Reusable, Self-healing Plastic?

May 22, 2014 By Anita R
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From computer parts, to the water bottle, school bag, automobile parts, even the clothes we wear, plastic has become indispensable in our lives.

While plastic is cheap, durable, flexible and strong, it is also hard to dispose off and has been a major source of pollution on Earth. This is because plastic does not biodegrade or decompose easily. Until now...

A research team, led by Jeannette Garcia from IBM, has made an accidental discovery. They have come up with a new class of plastics which has all of plastic's properties and yet is 100% recyclable. The new polymer, code named Titan, could be the perfect solution to our polymer dilemma.

Plastics - The 'Thermo' way

Lets first understand a little bit about the nature of plastic. The word plastic comes from the Greek word plastikos, meaning “moldable” or “formable.” When heated to a liquid or semisolid form, plastics can be molded into almost any desired shape. Depending on how plastics react to heat, they could be one of two kinds.

Thermoplastics soften with heat and will remain soft as more heat is applied. They set only when cool and so can be softened many times by reheating. They are great when you want plastic objects to hold heat. If you closely examine the plastic molecules, thermoplastic chains are loose.

Thermoset plastics, however, harden permanently or set after being heated once. The process of thermosetting could be done either by heating or using chemicals through a process called curing. While curing, the molecules of the plastic link together between chains through cross-links, after which plastic will no longer become soft. There is no turning back here - sort of like the way cement turns into concrete.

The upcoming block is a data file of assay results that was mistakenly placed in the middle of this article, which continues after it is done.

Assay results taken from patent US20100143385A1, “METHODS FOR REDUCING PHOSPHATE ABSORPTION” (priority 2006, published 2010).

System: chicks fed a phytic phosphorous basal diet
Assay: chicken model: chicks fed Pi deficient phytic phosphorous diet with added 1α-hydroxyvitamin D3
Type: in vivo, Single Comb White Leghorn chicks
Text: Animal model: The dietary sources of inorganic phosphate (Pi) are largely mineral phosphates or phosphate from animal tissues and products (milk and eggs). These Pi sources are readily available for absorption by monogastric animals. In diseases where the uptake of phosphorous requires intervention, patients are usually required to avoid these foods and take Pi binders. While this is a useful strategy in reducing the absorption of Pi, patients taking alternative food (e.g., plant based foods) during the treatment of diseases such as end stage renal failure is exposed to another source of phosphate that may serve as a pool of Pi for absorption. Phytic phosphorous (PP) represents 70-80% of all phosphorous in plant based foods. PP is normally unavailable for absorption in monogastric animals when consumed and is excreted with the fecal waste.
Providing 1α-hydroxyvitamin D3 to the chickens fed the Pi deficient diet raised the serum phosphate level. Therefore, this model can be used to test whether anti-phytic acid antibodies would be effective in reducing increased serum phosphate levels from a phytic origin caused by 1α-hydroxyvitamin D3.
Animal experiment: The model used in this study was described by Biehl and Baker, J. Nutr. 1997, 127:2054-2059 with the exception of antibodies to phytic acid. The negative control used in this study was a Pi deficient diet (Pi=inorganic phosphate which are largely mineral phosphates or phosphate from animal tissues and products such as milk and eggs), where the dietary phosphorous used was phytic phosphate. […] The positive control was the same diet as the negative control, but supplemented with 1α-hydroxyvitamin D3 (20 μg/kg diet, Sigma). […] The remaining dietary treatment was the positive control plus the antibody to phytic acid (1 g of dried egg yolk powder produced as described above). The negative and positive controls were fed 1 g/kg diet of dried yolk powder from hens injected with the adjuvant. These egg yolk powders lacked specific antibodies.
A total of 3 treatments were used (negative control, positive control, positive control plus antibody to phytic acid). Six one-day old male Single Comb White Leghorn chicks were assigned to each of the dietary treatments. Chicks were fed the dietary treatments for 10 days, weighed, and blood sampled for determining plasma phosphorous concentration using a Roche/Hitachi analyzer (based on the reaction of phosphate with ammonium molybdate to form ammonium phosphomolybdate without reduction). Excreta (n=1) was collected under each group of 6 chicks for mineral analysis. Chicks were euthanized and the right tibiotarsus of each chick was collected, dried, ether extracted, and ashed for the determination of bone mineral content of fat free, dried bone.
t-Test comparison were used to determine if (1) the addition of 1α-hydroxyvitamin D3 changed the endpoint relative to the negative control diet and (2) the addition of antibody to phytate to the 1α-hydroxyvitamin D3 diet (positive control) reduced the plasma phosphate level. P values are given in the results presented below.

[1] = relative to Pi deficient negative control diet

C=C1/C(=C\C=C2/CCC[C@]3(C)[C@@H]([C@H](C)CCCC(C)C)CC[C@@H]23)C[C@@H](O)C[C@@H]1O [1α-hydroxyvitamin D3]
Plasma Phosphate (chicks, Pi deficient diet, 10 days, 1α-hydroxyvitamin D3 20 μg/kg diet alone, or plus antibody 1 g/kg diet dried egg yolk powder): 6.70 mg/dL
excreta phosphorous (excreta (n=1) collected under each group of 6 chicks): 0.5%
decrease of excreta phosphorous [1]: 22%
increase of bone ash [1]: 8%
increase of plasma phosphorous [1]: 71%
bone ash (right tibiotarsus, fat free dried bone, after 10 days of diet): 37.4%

A Happy Accident!

IBM’s new polymer (scientific name: polyhexahydrotriazine, or PHT) is a thermosetting plastic. Not only is it stronger, light weight and completely recyclable, but this new plastic is also self-healing. Imagine an iPhone that can heal itself after a crack!

The discovery, however, began as an accident. Jeannette Garcia, a chemist, was working on a type of polymer. She had forgotten to add an ingredient before heating the mixture, and noticed that the solution in her flask had suddenly hardened. She had to smash the flask with a hammer, and, even then, she couldn’t break the material itself. Garcia didn’t know how she had created this new polymer, and approached IBM’s computational chemistry team to recreate the process.

Wondering what it means for us? Quite a bit. PHT or Titan can replace modern plastics in a majority of devices we use everyday, as well as find use in everything from aircrafts to automobiles. Besides, it could save our world from tons of new plastic debris. Sounds like a win-win to us!

Critical Thinking: What could be some of the devices you would use Titan for? Can you think of other accidental discoveries that have helped make our lives easier while being environmentally efficient?

Courtesy: BBC